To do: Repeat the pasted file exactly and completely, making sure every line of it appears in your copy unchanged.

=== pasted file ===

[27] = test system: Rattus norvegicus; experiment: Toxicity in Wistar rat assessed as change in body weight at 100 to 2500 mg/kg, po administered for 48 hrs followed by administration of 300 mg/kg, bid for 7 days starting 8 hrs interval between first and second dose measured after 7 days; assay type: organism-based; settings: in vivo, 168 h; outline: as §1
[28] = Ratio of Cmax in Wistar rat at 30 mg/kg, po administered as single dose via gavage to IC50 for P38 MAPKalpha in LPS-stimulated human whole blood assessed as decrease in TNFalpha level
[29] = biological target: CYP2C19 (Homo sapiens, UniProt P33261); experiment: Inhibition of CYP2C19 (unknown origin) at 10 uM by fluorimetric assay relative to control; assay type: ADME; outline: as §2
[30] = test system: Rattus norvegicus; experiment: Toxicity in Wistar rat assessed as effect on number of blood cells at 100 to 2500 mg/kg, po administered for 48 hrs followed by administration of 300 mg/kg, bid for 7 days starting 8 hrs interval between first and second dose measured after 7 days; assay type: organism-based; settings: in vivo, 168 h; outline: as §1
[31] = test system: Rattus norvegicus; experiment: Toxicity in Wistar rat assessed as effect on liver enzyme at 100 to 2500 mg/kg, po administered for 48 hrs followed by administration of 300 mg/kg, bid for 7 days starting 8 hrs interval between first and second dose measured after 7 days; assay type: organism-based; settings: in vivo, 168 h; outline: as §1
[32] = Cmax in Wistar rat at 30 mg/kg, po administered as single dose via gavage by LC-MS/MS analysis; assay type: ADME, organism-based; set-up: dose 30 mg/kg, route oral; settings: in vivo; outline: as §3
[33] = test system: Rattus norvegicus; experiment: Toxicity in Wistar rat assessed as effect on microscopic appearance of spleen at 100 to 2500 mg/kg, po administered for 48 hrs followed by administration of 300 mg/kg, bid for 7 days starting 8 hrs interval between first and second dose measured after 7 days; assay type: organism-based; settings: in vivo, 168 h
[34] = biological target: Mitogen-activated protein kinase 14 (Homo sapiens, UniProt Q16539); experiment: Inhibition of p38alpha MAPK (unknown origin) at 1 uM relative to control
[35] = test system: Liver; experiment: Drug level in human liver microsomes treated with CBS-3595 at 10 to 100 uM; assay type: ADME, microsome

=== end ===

[27] = test system: Rattus norvegicus; experiment: Toxicity in Wistar rat assessed as change in body weight at 100 to 2500 mg/kg, po administered for 48 hrs followed by administration of 300 mg/kg, bid for 7 days starting 8 hrs interval between first and second dose measured after 7 days; assay type: organism-based; settings: in vivo, 168 h; outline: as §1
[28] = Ratio of Cmax in Wistar rat at 30 mg/kg, po administered as single dose via gavage to IC50 for P38 MAPKalpha in LPS-stimulated human whole blood assessed as decrease in TNFalpha level
[29] = biological target: CYP2C19 (Homo sapiens, UniProt P33261); experiment: Inhibition of CYP2C19 (unknown origin) at 10 uM by fluorimetric assay relative to control; assay type: ADME; outline: as §2
[30] = test system: Rattus norvegicus; experiment: Toxicity in Wistar rat assessed as effect on number of blood cells at 100 to 2500 mg/kg, po administered for 48 hrs followed by administration of 300 mg/kg, bid for 7 days starting 8 hrs interval between first and second dose measured after 7 days; assay type: organism-based; settings: in vivo, 168 h; outline: as §1
[31] = test system: Rattus norvegicus; experiment: Toxicity in Wistar rat assessed as effect on liver enzyme at 100 to 2500 mg/kg, po administered for 48 hrs followed by administration of 300 mg/kg, bid for 7 days starting 8 hrs interval between first and second dose measured after 7 days; assay type: organism-based; settings: in vivo, 168 h; outline: as §1
[32] = Cmax in Wistar rat at 30 mg/kg, po administered as single dose via gavage by LC-MS/MS analysis; assay type: ADME, organism-based; set-up: dose 30 mg/kg, route oral; settings: in vivo; outline: as §3
[33] = test system: Rattus norvegicus; experiment: Toxicity in Wistar rat assessed as effect on microscopic appearance of spleen at 100 to 2500 mg/kg, po administered for 48 hrs followed by administration of 300 mg/kg, bid for 7 days starting 8 hrs interval between first and second dose measured after 7 days; assay type: organism-based; settings: in vivo, 168 h
[34] = biological target: Mitogen-activated protein kinase 14 (Homo sapiens, UniProt Q16539); experiment: Inhibition of p38alpha MAPK (unknown origin) at 1 uM relative to control
[35] = test system: Liver; experiment: Drug level in human liver microsomes treated with CBS-3595 at 10 to 100 uM; assay type: ADME, microsome